Wednesday, April 21, 2010

Clergy abuse scandal engulfs plans for Latin Mass at D.C. Basilica

Washington Post Staff Writer
Wednesday, April 21, 2010
It was planned as a solemn event -- a chance to experience the sacred liturgical roots of Catholic tradition at one of the country's most prominent churches. But after three years of fundraising and careful coordination, an elaborate Latin Mass scheduled for Saturday at the Basilica of the National Shrine of the Immaculate Conception in Washington has been dragged into the clergy abuse scandal.
Advocates for abuse victims voiced outrage Tuesday that the former Vatican official invited to lead the Mass -- Cardinal Darío Castrillón Hoyos of Colombia -- once praised a French bishop for not telling police about a priest who had sexually assaulted children. Survivors Network of those Abused by Priests sent letters Tuesday to Pope Benedict XVI and Washington Archbishop Donald W. Wuerl, calling on them to condemn Castrillón's remarks and replace him in the Mass.
So, what do you do?  I admit to being a bit baffled at some of the conservative reaction to this.  Protest the protesters?

It is obvious to me that this Bishop made a grave error.  But what to do?  I admit to having a headache just thinking about it.  On the one hand, the scandal of abuse by priests has been completely blown out of proportion.  On the other hand, in the few cases where it did happen, are we to stand back and do nothing about it?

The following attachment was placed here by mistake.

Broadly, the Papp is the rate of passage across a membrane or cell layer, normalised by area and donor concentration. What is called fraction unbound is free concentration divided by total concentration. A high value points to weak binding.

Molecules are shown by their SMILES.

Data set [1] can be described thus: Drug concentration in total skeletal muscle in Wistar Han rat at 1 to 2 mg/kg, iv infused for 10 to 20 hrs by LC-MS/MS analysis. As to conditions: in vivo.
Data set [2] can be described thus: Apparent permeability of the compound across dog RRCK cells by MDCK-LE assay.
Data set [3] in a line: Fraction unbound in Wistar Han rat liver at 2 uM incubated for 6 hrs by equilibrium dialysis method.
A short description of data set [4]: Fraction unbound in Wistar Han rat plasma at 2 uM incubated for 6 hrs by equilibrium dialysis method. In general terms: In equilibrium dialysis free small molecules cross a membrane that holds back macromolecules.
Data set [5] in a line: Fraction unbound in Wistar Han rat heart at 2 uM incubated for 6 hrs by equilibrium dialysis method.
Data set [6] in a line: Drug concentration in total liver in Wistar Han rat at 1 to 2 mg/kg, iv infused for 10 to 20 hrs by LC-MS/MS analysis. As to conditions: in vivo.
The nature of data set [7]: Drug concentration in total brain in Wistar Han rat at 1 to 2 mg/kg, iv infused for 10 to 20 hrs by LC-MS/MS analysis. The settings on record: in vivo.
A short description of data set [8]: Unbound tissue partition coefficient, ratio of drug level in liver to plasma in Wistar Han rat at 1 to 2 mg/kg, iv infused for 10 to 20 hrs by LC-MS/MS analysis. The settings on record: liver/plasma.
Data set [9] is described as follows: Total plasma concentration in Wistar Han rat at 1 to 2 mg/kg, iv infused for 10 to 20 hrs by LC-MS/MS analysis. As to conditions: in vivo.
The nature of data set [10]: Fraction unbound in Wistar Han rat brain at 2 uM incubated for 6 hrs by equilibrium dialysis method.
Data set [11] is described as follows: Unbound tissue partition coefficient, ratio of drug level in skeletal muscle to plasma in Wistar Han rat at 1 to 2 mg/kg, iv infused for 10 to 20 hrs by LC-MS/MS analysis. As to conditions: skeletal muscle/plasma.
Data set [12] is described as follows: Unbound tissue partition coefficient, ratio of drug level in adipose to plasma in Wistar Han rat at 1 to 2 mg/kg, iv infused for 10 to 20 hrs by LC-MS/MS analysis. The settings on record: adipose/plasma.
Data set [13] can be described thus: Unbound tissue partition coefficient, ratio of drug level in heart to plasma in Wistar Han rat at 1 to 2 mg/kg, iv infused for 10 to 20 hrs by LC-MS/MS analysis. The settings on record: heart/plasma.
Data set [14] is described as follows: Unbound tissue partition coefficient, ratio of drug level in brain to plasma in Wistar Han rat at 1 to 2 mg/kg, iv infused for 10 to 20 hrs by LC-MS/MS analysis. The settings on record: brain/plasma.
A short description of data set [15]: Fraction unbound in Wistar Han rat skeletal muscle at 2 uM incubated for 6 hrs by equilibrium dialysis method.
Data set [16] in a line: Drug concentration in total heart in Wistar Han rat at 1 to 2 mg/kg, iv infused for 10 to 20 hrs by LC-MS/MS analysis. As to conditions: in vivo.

On the one hand, these poor people have been trying so hard for three years to finally have a traditional Latin mass, and this is one of the few bishops available who can say it.  The sins of the Bishop don't make the mass less worthy.  The holy sacrifice of the mass is independent of the sins of those saying it, otherwise we would never have a good and perfect mass.

Does this bishop not say mass every day anyway, like all other priests?  So what's one more?  Why does this one mean anything special to the protester anyway?  Would they have gone otherwise?  It is highly unlikely.  It is only special to those who want to experience a traditional mass.  You see, it's not about the bishop.  It's about the MASS.

On the other hand, is it worth creating even more scandal to go on with it?  Could they postpone it and/or get someone else?  Could the Bishop apologize and repent?  (Not that this would be enough for some of the protesters.)

I admit to being rather scandalized at the Bishop myself.  That one would congratulate another for not going to police to denounce a child-abuser is horrifying.  Truth has a way of creeping up on a person.  Sometimes it takes years, but to avoid scandal now is to risk creating even greater scandal later.  But such was the mentality of the Church back then.  NOT SO NOW.

Still, what to do?  What do you think?